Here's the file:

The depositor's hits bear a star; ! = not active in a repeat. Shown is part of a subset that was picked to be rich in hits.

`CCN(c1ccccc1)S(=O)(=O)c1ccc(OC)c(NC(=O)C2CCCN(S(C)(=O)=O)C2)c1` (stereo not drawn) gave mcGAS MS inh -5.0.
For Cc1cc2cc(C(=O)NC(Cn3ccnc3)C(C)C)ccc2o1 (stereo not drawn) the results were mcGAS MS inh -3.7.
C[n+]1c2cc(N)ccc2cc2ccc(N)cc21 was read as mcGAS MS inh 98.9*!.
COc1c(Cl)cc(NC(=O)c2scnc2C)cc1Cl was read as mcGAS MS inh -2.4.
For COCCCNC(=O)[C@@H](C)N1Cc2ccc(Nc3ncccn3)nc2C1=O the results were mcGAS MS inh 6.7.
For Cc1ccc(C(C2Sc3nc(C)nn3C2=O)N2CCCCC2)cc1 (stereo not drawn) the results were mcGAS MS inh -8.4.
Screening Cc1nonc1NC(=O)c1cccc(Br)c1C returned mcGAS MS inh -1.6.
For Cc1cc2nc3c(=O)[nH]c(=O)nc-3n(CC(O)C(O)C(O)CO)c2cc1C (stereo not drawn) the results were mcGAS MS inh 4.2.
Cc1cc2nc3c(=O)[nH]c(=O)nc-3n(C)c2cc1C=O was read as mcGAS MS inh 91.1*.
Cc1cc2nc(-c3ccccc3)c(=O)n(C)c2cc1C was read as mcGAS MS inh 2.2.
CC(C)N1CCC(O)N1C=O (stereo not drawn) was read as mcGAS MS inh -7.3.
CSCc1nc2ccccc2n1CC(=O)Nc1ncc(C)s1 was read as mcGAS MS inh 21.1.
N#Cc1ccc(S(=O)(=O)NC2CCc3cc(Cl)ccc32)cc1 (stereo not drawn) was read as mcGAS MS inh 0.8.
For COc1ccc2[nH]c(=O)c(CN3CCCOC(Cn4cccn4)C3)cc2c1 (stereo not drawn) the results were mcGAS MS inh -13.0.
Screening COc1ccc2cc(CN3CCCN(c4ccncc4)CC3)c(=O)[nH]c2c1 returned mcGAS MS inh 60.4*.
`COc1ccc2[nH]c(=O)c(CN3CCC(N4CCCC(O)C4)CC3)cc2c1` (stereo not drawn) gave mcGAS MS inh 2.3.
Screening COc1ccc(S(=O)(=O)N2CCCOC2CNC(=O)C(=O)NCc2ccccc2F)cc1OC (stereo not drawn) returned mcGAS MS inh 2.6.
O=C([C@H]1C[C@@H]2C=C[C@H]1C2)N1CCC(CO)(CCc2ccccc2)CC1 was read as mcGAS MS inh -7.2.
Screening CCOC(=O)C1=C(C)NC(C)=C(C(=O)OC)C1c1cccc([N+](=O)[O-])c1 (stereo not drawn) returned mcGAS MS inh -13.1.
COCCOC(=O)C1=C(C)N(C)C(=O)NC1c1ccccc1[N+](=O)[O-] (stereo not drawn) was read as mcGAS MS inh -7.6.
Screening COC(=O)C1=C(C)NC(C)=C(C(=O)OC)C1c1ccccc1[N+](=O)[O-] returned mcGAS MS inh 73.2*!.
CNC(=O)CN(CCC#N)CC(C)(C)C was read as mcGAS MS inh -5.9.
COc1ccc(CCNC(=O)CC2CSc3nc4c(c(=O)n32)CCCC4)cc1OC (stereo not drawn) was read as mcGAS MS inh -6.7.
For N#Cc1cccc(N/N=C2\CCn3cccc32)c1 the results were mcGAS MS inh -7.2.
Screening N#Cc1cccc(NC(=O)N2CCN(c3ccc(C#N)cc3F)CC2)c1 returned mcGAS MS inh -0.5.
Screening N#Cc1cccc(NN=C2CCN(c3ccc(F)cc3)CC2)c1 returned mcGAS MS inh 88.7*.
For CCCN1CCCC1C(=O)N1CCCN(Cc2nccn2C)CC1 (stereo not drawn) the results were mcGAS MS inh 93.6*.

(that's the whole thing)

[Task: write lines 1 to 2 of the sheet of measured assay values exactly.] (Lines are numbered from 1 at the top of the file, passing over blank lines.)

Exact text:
The depositor's hits bear a star; ! = not active in a repeat. Shown is part of a subset that was picked to be rich in hits.

`CCN(c1ccccc1)S(=O)(=O)c1ccc(OC)c(NC(=O)C2CCCN(S(C)(=O)=O)C2)c1` (stereo not drawn) gave mcGAS MS inh -5.0.